Not much will change. The little rope that is handed to the white middle class to keep its head above water will subsequently not be extended the the colonized masses, and this will continue despite Kamala Harris being the first South Asian woman of color to be Vice President. The material reality won’t change all that much; the actions of individual presidents never affects such a change, primarily because it is not in their interests to do so.
Here I’ve taken a little time to analyze the reasons nothing will change. Why the title? A good question indeed. We are confronted by a great abyss, with all the possible connotations that this entails. We white settlers are confronted with the potential oblivion of that swelling darkness that confronts us, the movement back into complacency and docility. We settlers are capable of ignoring the reality before us. I cannot speak for the colonized; what do they see in the abyss? I see something dangerous, a pair of eyes staring back at me. It is a ghost that history has not exorcised, that speaks up again and again, telling me that nothing will change. It sometimes gets to me, this feeling of sameness. Of course, I then realize that it is wrong to despair. As a revolutionary, it is my duty to represent the interests of the colonized people in Kirksville, to organize to alleviate human suffering while creating my own form of technical knowledge turned entirely towards the people. For remember this: the people, and the people alone are the motive force in the making of world history.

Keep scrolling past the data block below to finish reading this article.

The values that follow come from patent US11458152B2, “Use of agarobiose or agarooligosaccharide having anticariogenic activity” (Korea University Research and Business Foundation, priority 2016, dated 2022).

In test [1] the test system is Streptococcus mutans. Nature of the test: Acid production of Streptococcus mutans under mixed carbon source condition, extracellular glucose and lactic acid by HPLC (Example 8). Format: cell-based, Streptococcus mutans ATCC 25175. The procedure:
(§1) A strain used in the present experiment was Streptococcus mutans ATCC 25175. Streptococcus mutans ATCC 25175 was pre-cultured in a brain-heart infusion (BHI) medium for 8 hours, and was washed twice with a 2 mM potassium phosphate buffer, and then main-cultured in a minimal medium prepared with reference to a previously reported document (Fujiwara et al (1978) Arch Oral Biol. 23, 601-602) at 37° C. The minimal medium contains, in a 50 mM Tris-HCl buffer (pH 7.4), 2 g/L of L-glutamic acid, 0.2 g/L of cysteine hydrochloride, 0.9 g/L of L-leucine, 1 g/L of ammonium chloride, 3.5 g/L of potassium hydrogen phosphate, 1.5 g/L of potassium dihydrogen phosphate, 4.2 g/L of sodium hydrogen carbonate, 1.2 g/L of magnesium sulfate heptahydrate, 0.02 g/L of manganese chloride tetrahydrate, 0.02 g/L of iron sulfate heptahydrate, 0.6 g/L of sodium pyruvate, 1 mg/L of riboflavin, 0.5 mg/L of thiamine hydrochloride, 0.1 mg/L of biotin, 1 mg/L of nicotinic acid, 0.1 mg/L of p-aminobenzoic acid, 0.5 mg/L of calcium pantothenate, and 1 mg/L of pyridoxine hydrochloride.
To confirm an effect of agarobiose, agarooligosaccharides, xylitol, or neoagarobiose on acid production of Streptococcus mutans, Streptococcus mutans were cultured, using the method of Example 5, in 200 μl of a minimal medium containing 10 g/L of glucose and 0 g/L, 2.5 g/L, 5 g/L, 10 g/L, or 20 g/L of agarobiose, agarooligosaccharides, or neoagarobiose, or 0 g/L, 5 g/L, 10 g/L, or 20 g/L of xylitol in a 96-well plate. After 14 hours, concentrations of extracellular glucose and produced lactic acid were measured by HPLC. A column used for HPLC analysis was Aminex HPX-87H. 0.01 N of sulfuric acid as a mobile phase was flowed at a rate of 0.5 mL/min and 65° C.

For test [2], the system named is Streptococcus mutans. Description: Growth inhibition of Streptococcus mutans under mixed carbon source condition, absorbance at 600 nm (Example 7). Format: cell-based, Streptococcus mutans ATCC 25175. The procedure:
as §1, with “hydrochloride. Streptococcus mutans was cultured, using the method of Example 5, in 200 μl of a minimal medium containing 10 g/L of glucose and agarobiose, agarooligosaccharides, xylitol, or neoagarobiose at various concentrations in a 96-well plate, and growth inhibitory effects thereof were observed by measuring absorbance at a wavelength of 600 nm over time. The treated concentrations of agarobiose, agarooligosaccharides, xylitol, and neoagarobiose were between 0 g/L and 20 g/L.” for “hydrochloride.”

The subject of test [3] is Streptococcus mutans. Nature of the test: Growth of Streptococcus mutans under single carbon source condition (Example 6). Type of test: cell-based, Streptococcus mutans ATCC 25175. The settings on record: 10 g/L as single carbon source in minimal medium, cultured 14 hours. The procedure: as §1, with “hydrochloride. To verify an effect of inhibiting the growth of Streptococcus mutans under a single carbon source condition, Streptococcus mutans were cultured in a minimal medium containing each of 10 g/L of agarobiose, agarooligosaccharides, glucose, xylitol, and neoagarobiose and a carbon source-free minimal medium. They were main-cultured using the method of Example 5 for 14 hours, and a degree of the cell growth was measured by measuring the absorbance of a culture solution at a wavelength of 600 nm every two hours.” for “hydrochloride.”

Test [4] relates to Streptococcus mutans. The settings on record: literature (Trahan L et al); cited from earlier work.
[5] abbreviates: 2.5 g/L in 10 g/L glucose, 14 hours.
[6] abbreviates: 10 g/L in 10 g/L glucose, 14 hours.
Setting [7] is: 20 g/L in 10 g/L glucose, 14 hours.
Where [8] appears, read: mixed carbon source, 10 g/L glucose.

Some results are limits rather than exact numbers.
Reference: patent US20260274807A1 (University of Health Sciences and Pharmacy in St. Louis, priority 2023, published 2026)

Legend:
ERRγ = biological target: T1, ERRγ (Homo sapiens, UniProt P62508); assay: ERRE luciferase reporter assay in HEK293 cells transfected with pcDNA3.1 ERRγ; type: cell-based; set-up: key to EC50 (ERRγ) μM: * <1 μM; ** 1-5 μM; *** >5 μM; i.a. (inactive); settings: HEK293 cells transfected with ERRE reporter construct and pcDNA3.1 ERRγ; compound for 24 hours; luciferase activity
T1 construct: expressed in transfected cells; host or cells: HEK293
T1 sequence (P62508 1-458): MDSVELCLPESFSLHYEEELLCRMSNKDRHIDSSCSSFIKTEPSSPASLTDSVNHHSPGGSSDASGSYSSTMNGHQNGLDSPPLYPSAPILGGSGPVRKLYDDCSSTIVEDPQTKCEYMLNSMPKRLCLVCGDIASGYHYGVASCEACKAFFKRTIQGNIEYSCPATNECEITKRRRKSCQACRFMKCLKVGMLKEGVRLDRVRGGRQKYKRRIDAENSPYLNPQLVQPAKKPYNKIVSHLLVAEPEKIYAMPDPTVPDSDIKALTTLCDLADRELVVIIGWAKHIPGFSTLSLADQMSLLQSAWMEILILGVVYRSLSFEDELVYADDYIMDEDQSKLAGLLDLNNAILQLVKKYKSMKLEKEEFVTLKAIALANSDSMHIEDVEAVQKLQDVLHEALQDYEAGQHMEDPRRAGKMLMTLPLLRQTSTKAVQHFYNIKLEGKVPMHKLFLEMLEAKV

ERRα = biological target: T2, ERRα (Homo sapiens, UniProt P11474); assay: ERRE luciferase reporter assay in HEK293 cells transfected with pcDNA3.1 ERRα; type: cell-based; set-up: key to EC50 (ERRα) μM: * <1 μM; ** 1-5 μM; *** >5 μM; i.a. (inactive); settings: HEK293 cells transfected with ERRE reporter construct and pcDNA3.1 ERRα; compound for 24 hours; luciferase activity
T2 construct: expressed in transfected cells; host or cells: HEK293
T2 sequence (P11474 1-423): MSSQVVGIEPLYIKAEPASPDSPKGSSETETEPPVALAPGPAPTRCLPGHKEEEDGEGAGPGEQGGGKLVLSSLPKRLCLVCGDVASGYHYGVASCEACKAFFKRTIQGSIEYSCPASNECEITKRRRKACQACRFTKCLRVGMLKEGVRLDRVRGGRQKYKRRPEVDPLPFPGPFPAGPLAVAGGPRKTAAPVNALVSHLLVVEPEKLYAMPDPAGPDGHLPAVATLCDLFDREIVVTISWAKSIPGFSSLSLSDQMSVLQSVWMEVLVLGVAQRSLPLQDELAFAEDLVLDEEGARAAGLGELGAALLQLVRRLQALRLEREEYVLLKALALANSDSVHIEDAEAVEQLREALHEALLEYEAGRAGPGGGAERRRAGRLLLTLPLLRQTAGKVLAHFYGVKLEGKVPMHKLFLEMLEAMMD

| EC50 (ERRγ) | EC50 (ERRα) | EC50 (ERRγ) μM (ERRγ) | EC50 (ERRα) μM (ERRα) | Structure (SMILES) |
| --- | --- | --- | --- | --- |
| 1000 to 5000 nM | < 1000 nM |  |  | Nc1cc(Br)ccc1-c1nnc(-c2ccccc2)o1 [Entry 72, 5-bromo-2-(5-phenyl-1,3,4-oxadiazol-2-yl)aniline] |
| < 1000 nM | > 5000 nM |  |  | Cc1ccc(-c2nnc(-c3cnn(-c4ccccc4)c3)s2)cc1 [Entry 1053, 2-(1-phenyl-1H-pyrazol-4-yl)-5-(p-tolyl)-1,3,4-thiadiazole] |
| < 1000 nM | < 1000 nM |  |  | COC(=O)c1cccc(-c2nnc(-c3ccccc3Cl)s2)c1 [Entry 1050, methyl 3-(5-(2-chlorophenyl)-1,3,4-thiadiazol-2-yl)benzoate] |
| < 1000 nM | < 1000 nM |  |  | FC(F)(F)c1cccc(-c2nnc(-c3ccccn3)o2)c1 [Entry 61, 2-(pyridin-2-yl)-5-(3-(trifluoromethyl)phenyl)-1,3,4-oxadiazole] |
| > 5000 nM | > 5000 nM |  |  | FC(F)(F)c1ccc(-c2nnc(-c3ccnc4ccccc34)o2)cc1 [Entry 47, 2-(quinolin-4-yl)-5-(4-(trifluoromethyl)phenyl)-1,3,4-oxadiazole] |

Mao described perfectly the spontaneity of mass organization; we saw it during the summer, and we see it now. Those eyes that burn brightly back from the abyss are not only the ghosts of those dead fighting this seemingly endless struggle, they are the eyes of an oppressed person, fighting for their livelihood and striving against the constraints of a political-economic structure that is working exactly how it is designed to work.
 Gramsci, Selections from the Prison Notebooks, notably in “On Intellectuals.” Gramsci uses the priesthood in Medieval Europe, who had control over much of the cultural, educational, and political lives of the society, as his example. He further explicates that even those born nobles required technical knowledge, though he does not engage in possible selection of nobility among sons under primogeniture via engaging one or more in seminary, etc.
 Aristotle, Nicomachean Ethics, Book 2, Ch 1; Bekker numbers, 1103b, 4–6.
 This is very apparent in Karl Marx, “Wages of Labor,” in Economic Manuscripts of 1844.
 Numerous discussions of the topic exist, most of my knowledge of it comes from Mark Wahlgren Summers, Party Games (Chapel Hill: University of North Carolina Press, 2004).
 Also derived from Summers, Party Games.
 Reported by CNN.